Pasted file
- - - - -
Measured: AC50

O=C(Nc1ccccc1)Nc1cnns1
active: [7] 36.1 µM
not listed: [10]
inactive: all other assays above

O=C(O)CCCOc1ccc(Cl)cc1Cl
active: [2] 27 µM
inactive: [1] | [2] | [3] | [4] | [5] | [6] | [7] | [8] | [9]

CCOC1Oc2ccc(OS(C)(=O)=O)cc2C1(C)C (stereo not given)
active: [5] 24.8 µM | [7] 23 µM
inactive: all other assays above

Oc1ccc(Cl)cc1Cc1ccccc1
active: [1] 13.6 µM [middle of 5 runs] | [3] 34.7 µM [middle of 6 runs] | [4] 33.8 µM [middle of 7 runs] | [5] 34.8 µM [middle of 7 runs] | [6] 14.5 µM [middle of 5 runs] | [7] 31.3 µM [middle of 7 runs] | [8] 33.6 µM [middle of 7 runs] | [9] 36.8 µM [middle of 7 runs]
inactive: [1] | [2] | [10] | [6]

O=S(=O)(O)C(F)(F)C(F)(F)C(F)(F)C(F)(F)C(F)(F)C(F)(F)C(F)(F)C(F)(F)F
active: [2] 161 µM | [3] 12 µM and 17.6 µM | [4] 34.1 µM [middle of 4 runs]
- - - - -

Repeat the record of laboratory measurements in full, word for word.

Measured: AC50

O=C(Nc1ccccc1)Nc1cnns1
active: [7] 36.1 µM
not listed: [10]
inactive: all other assays above

O=C(O)CCCOc1ccc(Cl)cc1Cl
active: [2] 27 µM
inactive: [1] | [2] | [3] | [4] | [5] | [6] | [7] | [8] | [9]

CCOC1Oc2ccc(OS(C)(=O)=O)cc2C1(C)C (stereo not given)
active: [5] 24.8 µM | [7] 23 µM
inactive: all other assays above

Oc1ccc(Cl)cc1Cc1ccccc1
active: [1] 13.6 µM [middle of 5 runs] | [3] 34.7 µM [middle of 6 runs] | [4] 33.8 µM [middle of 7 runs] | [5] 34.8 µM [middle of 7 runs] | [6] 14.5 µM [middle of 5 runs] | [7] 31.3 µM [middle of 7 runs] | [8] 33.6 µM [middle of 7 runs] | [9] 36.8 µM [middle of 7 runs]
inactive: [1] | [2] | [10] | [6]

O=S(=O)(O)C(F)(F)C(F)(F)C(F)(F)C(F)(F)C(F)(F)C(F)(F)C(F)(F)C(F)(F)F
active: [2] 161 µM | [3] 12 µM and 17.6 µM | [4] 34.1 µM [middle of 4 runs]